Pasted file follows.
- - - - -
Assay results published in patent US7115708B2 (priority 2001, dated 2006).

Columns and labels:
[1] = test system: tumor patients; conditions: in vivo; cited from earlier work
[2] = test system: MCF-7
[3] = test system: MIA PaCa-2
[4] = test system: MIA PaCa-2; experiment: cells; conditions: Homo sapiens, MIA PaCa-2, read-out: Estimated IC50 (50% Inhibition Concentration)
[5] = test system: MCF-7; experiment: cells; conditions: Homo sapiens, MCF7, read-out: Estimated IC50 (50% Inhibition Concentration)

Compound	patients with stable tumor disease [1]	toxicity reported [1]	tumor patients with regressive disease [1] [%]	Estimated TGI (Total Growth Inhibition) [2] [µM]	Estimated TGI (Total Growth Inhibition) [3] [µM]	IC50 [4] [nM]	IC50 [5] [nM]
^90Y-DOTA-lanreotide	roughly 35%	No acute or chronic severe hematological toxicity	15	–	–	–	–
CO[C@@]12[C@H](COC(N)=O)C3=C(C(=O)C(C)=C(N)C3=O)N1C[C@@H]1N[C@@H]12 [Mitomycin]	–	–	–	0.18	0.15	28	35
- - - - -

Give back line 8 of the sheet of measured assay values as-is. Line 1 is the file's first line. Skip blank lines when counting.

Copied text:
Compound	patients with stable tumor disease [1]	toxicity reported [1]	tumor patients with regressive disease [1] [%]	Estimated TGI (Total Growth Inhibition) [2] [µM]	Estimated TGI (Total Growth Inhibition) [3] [µM]	IC50 [4] [nM]	IC50 [5] [nM]